Discuss Foot Problems
What kinds of problems do you see in the weekend athlete?
They are not prepared to play, absolutely. They don’t stretch, they just go out and play. They have three beers and then fracture an ankle or tear a tendon. For those people it’s just sheer trauma.
What advice about shoes would you give them?
Most people, and most doctors, don’t know what shoes are good. The best way to pick a shoe? The counter of the shoe, that’s the back of the shoe, has to be rigid. Feel that shoe, see how hard it is. People will buy some of these shoes and say boy it’s so soft. Well, the counter of the shoe has to be hard for anybody with any foot problems. And when you’re buying a running shoe or a walking shoe you want the insole to be removable. If you reach down and the insole is stuck in there you know it’s a cheaper shoe. If you reach down and the insole comes out so you can put an orthotic in you know it’s a good shoe. And if you get those things you’ll go a long way towards preventing foot problems, even without orthotics.
When looking for shoes we need to look for a rigid counter and removable insole. Is there anything else we need to look for?
Well they have to fit well, but most of these shoe places know how to fit shoes. The American companies are doing a wonderful job compared to what they used to do. There are really good shoes out there. But again, rigid counter and removable insoles and they’re going to do very well.
For someone not familiar with sports shoes who wants to take up running or some other sporting event are they well advised to visit a store that specializes in running shoes, and to find someone who knows how to fit shoes?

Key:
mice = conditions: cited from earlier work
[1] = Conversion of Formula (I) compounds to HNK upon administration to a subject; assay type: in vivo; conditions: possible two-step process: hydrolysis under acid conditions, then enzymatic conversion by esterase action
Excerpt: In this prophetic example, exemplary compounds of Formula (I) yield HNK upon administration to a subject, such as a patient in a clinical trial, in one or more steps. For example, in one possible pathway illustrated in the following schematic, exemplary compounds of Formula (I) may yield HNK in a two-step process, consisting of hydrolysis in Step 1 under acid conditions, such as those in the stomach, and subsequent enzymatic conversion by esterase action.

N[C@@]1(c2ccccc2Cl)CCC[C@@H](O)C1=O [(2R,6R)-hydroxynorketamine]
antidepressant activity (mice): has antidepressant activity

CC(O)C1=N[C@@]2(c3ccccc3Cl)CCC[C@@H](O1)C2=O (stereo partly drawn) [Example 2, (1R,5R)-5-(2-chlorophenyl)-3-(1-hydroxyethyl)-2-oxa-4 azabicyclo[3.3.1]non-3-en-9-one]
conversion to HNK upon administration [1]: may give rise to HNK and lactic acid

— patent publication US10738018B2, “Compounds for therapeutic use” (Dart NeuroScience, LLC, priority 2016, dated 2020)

Absolutely, all of these places, Athletic Avenue, Just for Feet and Track Shack, all of them are very good. Find somebody and say “Please help me to choose a shoe. I want to start running and I want a rigid counter and removable insoles.” As soon as you say that they’ll give you a good shoe because they’ll know you have the information.
Do you have some tips for weekend athletes in terms of foot care and avoiding injury?
Yes, start slow, stay slow and gradually increase your activity. Stretch before and stretch after. Stretch more than you exercise. Spend as much time stretching and make sure you stretch out. To avoid injuries when you’re a weekend athlete, always put a heel pad in the back of your shoes. It will put you on your toes a little bit and elevate your heel. Your Achilles tendon won’t be stretched so much and it will limit your injuries. If you sprain your ankle you won’t sprain it as bad. You won’t get a serious injury like a knee injury because your foot will be up a little bit. Your heel will be up so you won’t get a serious knee injury. So heel pads, a felt heel pad, about a quarter of an inch in the back of your shoe will help everyone.